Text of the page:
Radiologists and healthcare providers of all kinds should always prioritize their awareness of illnesses or injuries that have begun to occur more frequently, whether the instances are being described as an “outbreak” or just as a trend that is increasing over time. One such example is the recent occurrences of cases of e-cigarette or vaping product use-associated lung injury, also known as EVALI. The Centers for Disease Control and Prevention (CDC) recently released an in-depth report focused on this outbreak, its evolution, and its potential causes, which can guide radiologists moving forward as they may be faced with cases of EVALI in their own practices. Keep reading to learn more about this illness and how radiologists can best serve patients with EVALI in 2020.
What is EVALI?
First recognized by the CDC during the summer of 2019, EVALI is a dangerous lung disease linked to the usage of e-cigarettes and other vaping products. It was identified following an influx of severe lung infections that began to arise in otherwise healthy individuals, which sometimes ended up being fatal. Upon further study, a common link was found - all patients reported that they had recently used some type of vaping product. Symptoms of EVALI include fever, chills, cough, trouble breathing, shortness of breath, and chest tightness. In the most severe cases, the condition can cause the lungs to completely stop functioning. Unfortunately, many of the symptoms mimic symptoms of the flu or other respiratory illnesses, which can make immediate diagnosis difficult. The illness can appear days or even weeks after a vaping product is used, and is almost exclusively seen in younger people.
In mid-January 2020, the CDC released extensive reports addressing EVALI and providing more information about the illness, the outbreak, and what may be influencing it. As of January 14, 2020, the CDC has reported 2,668 hospitalized cases of EVALI from all 50 U.S. states, as well as the District of Columbia, Puerto Rico, and the U.S. Virgin Islands - including 60 deaths. Cases increased significantly in August 2019 and peaked in September, and although they have been gradually declining since, they are still being reported and EVALI is still considered to be a significant concern. States with the highest number of cases include New Jersey, Pennsylvania, New York, Indiana, Florida, Minnesota, and Utah. As studies advanced following the initial outbreak, the CDC has been able to come to more specific conclusions about what may be leading to the reported illnesses.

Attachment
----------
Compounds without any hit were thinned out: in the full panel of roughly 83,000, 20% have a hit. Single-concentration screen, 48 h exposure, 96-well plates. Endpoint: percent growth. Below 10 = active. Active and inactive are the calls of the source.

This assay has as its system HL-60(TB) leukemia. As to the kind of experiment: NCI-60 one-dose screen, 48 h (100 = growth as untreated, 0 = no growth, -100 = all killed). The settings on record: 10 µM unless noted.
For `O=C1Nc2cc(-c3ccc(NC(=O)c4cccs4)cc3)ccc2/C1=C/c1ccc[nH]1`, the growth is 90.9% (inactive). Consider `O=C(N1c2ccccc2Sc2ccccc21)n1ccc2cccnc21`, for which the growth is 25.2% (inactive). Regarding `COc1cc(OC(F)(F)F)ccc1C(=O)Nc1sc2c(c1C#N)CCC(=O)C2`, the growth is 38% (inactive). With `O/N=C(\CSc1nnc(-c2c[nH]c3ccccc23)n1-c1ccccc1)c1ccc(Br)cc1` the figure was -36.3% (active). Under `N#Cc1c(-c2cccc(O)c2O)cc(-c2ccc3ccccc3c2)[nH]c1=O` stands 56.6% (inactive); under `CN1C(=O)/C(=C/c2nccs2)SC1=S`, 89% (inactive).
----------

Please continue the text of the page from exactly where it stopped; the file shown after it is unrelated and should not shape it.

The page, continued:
Role of THC and Vitamin E Acetate
After analyzing many cases of EVALI, the CDC came to the conclusion that vaping products containing tetrahydrocannabinol (THC) are linked to most cases of the illness. EVALI was even more prominent when those who used THC products reported getting them from informal sources, such as family members, friends, or dealers. To align with this finding, the FDA tested product samples of e-cigarette and vaping products and found that vitamin E acetate is strongly linked to the outbreak. This additive is found in certain THC-containing vaping products. In addition to the FDA tests, the CDC tested patient lung fluid from those with EVALI compared to those without the illness. Vitamin E acetate was found in the bronchoalveolar lavage fluid samples of almost all of the EVALI patients, but in none of the comparison group patients. Although vitamin E acetate is strongly linked to the outbreak, other chemicals of concern may be playing a role as well.
Recommendations for the Public
The CDC has linked the recent decline in EVALI cases to three factors, which include increased awareness of the risk of products that contain THC, removal of vitamin E acetate from certain products, and law enforcement action related to certain products. However, new cases continue to be reported, which means that EVALI is still an ongoing issue. Overall, the CDC recommends that people refrain from using e-cigarette or vaping products that contain THC, especially from informal sources. They also strongly advise users to not add additional substances to the products they are using and to seek medical attention if symptoms occur.
Recommendations for Physicians
In order to ensure proper handling of cases of EVALI, the CDC has released guidelines for healthcare providers and radiologists who may encounter cases in their own practices. A detailed history of activity should be gathered from the patient, which should include substances used, the sources of the products, how long and how often they were used, and how they were used. Any cases of EVALI should also be reported to the clinician’s local or state health department so it can be further investigated. Knowledge of this illness is crucial for radiologists, as they should be well versed in what to be looking out for when it comes to EVALI vs. other common respiratory conditions.
Radiology Insights and Expertise from Healthcare Information Services
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